Monday, June 22, 2015

Is UrtheCast Becoming Canada's "Other" Space Program?

          By Chuck Black

Three announcements, each made by Vancouver based UrtheCast within the last week, are obvious reminders that even moderately sized Canadian corporations are quite capable of funding substantial space based activities by raising money on the commercial market.

As outlined in the June 17th, 2015 UrtheCast press release, "London, Boston, Barcelona: The World’s First Full-Color HD Videos Of Earth From Space," this 34 second video of Westminster Pier and Parliament Square in London, England, along with two other videos, were taken using equipment installed by UrtheCast on the ISS in January 2014. The three videos ranged in length from 34 to 47 seconds, and covered areas of up to 1.19 x 0.67 miles (1.92 x 1.08 kms). Image c/o UrtheCast.

Last Wednesday, UrtheCast released a series of full-color HD videos of various locations on Earth, filmed from the International Space Station (ISS) at roughly one-meter resolution.

As outlined in the June 17th, 2015 Space News article, "UrtheCast Releases High-Definition Video From Space Station Camera," the videos were released to demonstrate that the company’s high-resolution camera has overcome technical problems and is ready to enter commercial service.

The videos are an obvious coup for the plucky start-up which, as last outlined in the January 28th 2014 post, "UrtheCast Cameras Reinstalled on ISS," started out without Canadian Space Agency (CSA) or Industry Canada funding and needed to overcome substantial challenges to get to where it is today.

But the company was just getting started.

As outlined in the October 12th, 2012 Earth Imaging Journal article, "Discover the Benefits of Radar Imaging," the last two decades have witnessed unprecedented growth in the satellite-based Earth observation industry. Although the market is still "strongly biased toward electro-optically derived imagery, a rising tide of acceptance and usage of satellite-derived synthetic aperture radar (SAR) data has occurred during the last few years." Graphic c/o EI Journal.

Only two days later, as announced in the June 19th, 2015 press release, "UrtheCast Announces World’s First Commercial SAR And Optical 16-Satellite Constellation," the company announced an audacious plan to "build, launch and operate the world’s first fully-integrated, multispectral optical and synthetic aperture radar (SAR) commercial constellation of Earth observation satellites."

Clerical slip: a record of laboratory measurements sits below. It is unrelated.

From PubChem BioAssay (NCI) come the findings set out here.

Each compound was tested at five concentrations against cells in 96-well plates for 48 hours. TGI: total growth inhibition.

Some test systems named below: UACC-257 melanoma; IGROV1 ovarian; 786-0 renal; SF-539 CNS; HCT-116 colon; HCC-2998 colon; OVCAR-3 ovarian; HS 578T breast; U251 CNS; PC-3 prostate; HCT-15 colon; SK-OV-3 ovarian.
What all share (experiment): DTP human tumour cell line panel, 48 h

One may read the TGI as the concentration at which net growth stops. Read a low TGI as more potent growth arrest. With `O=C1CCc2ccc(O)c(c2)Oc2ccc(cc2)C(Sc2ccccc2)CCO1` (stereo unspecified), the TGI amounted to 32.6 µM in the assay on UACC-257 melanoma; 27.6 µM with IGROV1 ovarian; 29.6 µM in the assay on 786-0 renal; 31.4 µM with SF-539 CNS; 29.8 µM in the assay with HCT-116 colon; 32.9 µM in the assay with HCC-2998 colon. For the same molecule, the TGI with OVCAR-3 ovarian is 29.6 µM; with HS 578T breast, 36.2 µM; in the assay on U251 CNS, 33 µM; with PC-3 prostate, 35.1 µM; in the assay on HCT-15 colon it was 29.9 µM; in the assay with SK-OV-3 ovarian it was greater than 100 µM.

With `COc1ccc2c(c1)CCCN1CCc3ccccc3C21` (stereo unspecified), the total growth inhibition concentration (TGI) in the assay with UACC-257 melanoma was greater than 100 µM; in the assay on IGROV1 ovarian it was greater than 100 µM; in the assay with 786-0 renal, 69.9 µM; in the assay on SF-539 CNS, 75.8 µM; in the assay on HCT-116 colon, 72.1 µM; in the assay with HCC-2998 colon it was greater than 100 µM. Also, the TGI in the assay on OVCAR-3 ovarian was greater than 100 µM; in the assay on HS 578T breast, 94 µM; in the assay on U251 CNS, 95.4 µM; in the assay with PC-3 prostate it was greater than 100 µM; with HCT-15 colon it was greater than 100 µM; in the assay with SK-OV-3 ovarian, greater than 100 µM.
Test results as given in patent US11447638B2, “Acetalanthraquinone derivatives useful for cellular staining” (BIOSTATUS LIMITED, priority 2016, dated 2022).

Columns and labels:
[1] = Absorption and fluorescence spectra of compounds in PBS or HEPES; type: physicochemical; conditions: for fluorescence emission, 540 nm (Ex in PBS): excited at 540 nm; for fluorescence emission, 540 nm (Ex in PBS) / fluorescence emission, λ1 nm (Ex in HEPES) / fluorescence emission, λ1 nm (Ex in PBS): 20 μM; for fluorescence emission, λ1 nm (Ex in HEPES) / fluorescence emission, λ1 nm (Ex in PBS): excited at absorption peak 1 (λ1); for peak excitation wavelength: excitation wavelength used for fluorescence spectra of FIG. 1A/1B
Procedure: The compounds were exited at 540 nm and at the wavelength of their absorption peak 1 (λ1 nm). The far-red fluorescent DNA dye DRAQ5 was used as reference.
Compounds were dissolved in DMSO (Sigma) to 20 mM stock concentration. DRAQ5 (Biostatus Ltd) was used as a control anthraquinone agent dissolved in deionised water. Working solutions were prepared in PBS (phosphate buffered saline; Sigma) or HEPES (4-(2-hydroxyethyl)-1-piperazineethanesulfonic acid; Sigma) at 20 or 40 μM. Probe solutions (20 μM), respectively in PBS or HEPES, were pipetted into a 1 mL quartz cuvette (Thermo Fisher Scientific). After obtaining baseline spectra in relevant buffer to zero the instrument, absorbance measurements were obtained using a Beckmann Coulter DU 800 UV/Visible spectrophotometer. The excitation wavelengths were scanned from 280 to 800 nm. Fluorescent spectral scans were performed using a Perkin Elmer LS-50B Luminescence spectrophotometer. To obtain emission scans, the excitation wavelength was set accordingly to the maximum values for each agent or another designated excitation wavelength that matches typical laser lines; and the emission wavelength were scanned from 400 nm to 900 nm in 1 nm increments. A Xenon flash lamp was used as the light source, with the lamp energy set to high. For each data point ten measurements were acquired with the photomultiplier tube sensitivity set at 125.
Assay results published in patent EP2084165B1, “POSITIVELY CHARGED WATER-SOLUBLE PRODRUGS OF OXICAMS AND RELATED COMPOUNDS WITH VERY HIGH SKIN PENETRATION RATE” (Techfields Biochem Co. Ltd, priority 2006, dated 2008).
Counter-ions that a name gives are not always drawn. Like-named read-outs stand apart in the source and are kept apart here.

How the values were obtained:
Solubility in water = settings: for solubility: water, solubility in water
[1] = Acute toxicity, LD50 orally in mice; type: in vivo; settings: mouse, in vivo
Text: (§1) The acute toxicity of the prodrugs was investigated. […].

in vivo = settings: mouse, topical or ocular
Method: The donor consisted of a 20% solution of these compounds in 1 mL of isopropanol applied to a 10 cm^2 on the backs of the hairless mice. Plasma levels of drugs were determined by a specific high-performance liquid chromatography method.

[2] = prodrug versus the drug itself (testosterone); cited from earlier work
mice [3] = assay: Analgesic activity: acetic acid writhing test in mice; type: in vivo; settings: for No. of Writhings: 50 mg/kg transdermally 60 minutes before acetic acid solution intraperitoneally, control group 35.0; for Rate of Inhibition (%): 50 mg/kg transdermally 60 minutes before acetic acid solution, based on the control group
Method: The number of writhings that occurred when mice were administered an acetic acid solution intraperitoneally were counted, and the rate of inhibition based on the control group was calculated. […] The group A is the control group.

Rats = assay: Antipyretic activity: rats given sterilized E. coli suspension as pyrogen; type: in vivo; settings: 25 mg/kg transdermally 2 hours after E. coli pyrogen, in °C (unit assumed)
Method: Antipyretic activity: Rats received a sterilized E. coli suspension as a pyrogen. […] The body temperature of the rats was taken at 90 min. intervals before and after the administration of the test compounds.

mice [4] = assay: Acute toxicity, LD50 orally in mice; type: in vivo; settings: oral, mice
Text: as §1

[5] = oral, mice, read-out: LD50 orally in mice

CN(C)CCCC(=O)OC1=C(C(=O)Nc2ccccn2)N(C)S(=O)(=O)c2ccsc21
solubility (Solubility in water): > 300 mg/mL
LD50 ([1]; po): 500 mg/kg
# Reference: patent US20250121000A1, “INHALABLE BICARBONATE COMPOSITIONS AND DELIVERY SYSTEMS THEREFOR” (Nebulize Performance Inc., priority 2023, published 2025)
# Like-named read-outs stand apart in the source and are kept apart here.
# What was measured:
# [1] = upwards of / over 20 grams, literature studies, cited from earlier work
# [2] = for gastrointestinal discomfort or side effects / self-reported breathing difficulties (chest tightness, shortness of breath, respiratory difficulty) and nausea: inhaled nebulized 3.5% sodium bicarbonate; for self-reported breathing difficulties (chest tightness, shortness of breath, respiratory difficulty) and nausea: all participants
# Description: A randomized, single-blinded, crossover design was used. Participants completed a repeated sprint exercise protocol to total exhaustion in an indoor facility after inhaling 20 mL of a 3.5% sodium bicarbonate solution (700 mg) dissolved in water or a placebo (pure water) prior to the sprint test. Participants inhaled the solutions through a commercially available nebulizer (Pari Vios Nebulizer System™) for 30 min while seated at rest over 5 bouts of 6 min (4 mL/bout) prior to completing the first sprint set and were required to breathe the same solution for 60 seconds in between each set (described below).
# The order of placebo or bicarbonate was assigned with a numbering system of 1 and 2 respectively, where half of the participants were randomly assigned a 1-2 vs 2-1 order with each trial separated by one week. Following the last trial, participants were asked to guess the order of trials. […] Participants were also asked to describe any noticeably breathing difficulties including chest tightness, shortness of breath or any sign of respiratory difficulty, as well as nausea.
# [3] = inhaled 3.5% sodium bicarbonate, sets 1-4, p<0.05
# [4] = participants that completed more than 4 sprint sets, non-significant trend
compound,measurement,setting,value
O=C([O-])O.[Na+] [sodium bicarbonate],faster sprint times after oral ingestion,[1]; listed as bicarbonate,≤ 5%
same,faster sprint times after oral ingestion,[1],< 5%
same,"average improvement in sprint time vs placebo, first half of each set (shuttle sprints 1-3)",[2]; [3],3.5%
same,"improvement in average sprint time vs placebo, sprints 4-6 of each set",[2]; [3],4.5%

According to the press release:
The constellation is expected to comprise a minimum of 16 satellites (8 optical and 8 SAR) flying in two orbital planes, with each plane consisting of four satellite pairs, equally-spaced around the orbit plane.  Each pair of satellites will consist of a dual-mode, high-resolution optical satellite (video and pushbroom) and a dual-band high-resolution SAR satellite (X-band and L-band) flying in tandem.
Even better, the project seemed to be at least partially funded:
UrtheCast has entered into Memoranda of Understanding (“MOU’s”) with multiple customers and partners, including an MOU from a confidential customer, to provide US$195 million of funding for the constellation during the build phase of the program (expected to be 2016-2020).
The press release also listed partnerships with Surrey Satellite Technology Ltd. (SSTL), an independent British company within the Airbus Defence & Space group and the privately held but Spanish based ElecnorDeimos, which operates the Deimos-1 and Deimos-2 Earth imaging satellites.

All of which leads logically to the third announcement.

Spanish promotional literature for the Deimos-1 Earth imaging satellite. As outlined on Gunther's Space Page, the satellite was constructed by SSTL, based on the SSTL-100 satellite bus. Graphic c/o ASD

As outlined in the most recent UrtheCast press release, this one dated June 22nd, 2015 and titled, "UrtheCast To Acquire Deimos Satellites And Earth Imaging Operations," the company will now be acquiring the Deimos-1 and Deimos-2 Earth imaging satellites along with the Deimos global archive of Earth imagery ElecnorDeimos.

The Spanish company is no longer really a partner, since it's essentially been swallowed whole to provide UrtheCast with a doubling of its Earth imaging capacity. According to the June 22nd, 2015 Bloomburg article, "UrtheCast Acquires Deimos to Double its Space-Imaging Capability," UrtheCast has agreed to pay 74.2Mln euros ($103.13Mln CDN) to close the deal.

According to this newest announcement:
The combination of UrtheCast and Deimos is expected to allow UrtheCast to accelerate its own strategy — achieved through the use of Deimos’ imagery archive on UrtheCast’s web platform, distributing fresh imagery through UrtheCast’s established distribution channels, customers and web platform, leveraging each company’s established relationships and building upon each other’s infrastructure.
What this really means is that UrtheCast has entered a large market with huge growth potential and commercial funders are lining up for the chance to make a killing. All without the assistance of the traditional Canadian go to people for space projects.

UrtheCast began in 2010 with five employees, growing to 65 in both Canada and the US. After an initial investment of $500,000 CDN, the company went on to raise over $77 million in funding after going public via a reverse takeover of publicly-traded Longford Energy Inc in June 2013. As outlined in the April 12th, 2015 post, "2015 is Shaping Up to be a Good Year for UrtheCast," the company has even reported its first quarterly profit.

It will be interesting to see what happens over the next year. 

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